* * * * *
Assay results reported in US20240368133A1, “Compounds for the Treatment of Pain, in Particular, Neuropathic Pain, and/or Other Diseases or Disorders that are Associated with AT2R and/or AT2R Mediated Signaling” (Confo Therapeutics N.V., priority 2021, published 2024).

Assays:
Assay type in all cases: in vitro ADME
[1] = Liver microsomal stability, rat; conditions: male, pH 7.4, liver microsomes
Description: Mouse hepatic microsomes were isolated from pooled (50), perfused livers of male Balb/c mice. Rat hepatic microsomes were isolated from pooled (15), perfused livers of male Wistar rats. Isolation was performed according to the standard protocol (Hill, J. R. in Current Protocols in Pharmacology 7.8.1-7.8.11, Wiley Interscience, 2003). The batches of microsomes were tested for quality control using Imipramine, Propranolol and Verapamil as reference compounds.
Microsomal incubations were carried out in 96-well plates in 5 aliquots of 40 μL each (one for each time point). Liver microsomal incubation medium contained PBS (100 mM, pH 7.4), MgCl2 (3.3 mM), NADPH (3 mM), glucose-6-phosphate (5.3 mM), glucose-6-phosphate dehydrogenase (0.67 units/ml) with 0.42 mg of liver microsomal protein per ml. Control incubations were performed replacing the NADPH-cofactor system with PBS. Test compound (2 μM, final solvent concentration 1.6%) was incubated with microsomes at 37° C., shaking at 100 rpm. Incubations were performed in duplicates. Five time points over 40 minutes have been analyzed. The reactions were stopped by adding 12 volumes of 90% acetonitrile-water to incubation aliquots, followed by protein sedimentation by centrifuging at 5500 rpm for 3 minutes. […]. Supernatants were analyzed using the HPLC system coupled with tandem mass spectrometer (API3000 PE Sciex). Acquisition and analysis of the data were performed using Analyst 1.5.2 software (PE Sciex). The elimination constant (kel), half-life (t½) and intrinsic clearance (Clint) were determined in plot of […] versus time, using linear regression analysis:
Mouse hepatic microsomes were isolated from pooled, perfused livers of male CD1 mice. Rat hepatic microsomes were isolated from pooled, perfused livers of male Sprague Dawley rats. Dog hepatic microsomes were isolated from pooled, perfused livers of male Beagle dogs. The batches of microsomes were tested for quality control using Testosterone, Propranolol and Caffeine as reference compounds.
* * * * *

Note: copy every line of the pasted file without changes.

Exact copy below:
Assay results reported in US20240368133A1, “Compounds for the Treatment of Pain, in Particular, Neuropathic Pain, and/or Other Diseases or Disorders that are Associated with AT2R and/or AT2R Mediated Signaling” (Confo Therapeutics N.V., priority 2021, published 2024).

Assays:
Assay type in all cases: in vitro ADME
[1] = Liver microsomal stability, rat; conditions: male, pH 7.4, liver microsomes
Description: Mouse hepatic microsomes were isolated from pooled (50), perfused livers of male Balb/c mice. Rat hepatic microsomes were isolated from pooled (15), perfused livers of male Wistar rats. Isolation was performed according to the standard protocol (Hill, J. R. in Current Protocols in Pharmacology 7.8.1-7.8.11, Wiley Interscience, 2003). The batches of microsomes were tested for quality control using Imipramine, Propranolol and Verapamil as reference compounds.
Microsomal incubations were carried out in 96-well plates in 5 aliquots of 40 μL each (one for each time point). Liver microsomal incubation medium contained PBS (100 mM, pH 7.4), MgCl2 (3.3 mM), NADPH (3 mM), glucose-6-phosphate (5.3 mM), glucose-6-phosphate dehydrogenase (0.67 units/ml) with 0.42 mg of liver microsomal protein per ml. Control incubations were performed replacing the NADPH-cofactor system with PBS. Test compound (2 μM, final solvent concentration 1.6%) was incubated with microsomes at 37° C., shaking at 100 rpm. Incubations were performed in duplicates. Five time points over 40 minutes have been analyzed. The reactions were stopped by adding 12 volumes of 90% acetonitrile-water to incubation aliquots, followed by protein sedimentation by centrifuging at 5500 rpm for 3 minutes. […]. Supernatants were analyzed using the HPLC system coupled with tandem mass spectrometer (API3000 PE Sciex). Acquisition and analysis of the data were performed using Analyst 1.5.2 software (PE Sciex). The elimination constant (kel), half-life (t½) and intrinsic clearance (Clint) were determined in plot of […] versus time, using linear regression analysis:
Mouse hepatic microsomes were isolated from pooled, perfused livers of male CD1 mice. Rat hepatic microsomes were isolated from pooled, perfused livers of male Sprague Dawley rats. Dog hepatic microsomes were isolated from pooled, perfused livers of male Beagle dogs. The batches of microsomes were tested for quality control using Testosterone, Propranolol and Caffeine as reference compounds.